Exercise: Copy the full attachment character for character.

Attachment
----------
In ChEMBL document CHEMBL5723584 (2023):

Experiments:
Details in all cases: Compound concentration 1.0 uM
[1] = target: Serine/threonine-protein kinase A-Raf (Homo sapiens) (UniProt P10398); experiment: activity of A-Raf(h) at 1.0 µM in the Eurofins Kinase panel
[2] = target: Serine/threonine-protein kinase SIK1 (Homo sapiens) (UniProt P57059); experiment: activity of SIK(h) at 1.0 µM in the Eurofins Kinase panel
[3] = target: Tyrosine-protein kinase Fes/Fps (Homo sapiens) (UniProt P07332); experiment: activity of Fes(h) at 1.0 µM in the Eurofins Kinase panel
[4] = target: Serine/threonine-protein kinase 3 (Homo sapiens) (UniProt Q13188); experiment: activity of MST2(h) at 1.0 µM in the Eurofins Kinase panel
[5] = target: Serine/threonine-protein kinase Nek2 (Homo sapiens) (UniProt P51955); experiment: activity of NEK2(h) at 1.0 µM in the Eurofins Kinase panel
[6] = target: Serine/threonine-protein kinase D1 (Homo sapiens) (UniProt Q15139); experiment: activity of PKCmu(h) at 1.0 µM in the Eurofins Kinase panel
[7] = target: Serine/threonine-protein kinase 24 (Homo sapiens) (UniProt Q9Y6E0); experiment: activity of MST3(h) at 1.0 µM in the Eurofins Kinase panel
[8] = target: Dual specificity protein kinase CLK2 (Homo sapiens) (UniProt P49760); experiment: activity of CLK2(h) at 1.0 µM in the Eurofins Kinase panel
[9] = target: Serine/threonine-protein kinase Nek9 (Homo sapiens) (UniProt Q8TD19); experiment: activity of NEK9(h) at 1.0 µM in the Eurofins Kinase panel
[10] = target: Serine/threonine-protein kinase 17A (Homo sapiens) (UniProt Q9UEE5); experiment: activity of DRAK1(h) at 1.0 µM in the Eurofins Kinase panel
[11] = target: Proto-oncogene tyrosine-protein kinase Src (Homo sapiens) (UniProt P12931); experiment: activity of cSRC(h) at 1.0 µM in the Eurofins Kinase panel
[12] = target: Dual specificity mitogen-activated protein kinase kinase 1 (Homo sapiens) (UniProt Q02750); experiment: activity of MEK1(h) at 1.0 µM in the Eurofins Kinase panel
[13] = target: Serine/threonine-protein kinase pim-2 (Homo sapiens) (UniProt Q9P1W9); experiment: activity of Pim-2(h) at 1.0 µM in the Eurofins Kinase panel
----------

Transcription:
In ChEMBL document CHEMBL5723584 (2023):

Experiments:
Details in all cases: Compound concentration 1.0 uM
[1] = target: Serine/threonine-protein kinase A-Raf (Homo sapiens) (UniProt P10398); experiment: activity of A-Raf(h) at 1.0 µM in the Eurofins Kinase panel
[2] = target: Serine/threonine-protein kinase SIK1 (Homo sapiens) (UniProt P57059); experiment: activity of SIK(h) at 1.0 µM in the Eurofins Kinase panel
[3] = target: Tyrosine-protein kinase Fes/Fps (Homo sapiens) (UniProt P07332); experiment: activity of Fes(h) at 1.0 µM in the Eurofins Kinase panel
[4] = target: Serine/threonine-protein kinase 3 (Homo sapiens) (UniProt Q13188); experiment: activity of MST2(h) at 1.0 µM in the Eurofins Kinase panel
[5] = target: Serine/threonine-protein kinase Nek2 (Homo sapiens) (UniProt P51955); experiment: activity of NEK2(h) at 1.0 µM in the Eurofins Kinase panel
[6] = target: Serine/threonine-protein kinase D1 (Homo sapiens) (UniProt Q15139); experiment: activity of PKCmu(h) at 1.0 µM in the Eurofins Kinase panel
[7] = target: Serine/threonine-protein kinase 24 (Homo sapiens) (UniProt Q9Y6E0); experiment: activity of MST3(h) at 1.0 µM in the Eurofins Kinase panel
[8] = target: Dual specificity protein kinase CLK2 (Homo sapiens) (UniProt P49760); experiment: activity of CLK2(h) at 1.0 µM in the Eurofins Kinase panel
[9] = target: Serine/threonine-protein kinase Nek9 (Homo sapiens) (UniProt Q8TD19); experiment: activity of NEK9(h) at 1.0 µM in the Eurofins Kinase panel
[10] = target: Serine/threonine-protein kinase 17A (Homo sapiens) (UniProt Q9UEE5); experiment: activity of DRAK1(h) at 1.0 µM in the Eurofins Kinase panel
[11] = target: Proto-oncogene tyrosine-protein kinase Src (Homo sapiens) (UniProt P12931); experiment: activity of cSRC(h) at 1.0 µM in the Eurofins Kinase panel
[12] = target: Dual specificity mitogen-activated protein kinase kinase 1 (Homo sapiens) (UniProt Q02750); experiment: activity of MEK1(h) at 1.0 µM in the Eurofins Kinase panel
[13] = target: Serine/threonine-protein kinase pim-2 (Homo sapiens) (UniProt Q9P1W9); experiment: activity of Pim-2(h) at 1.0 µM in the Eurofins Kinase panel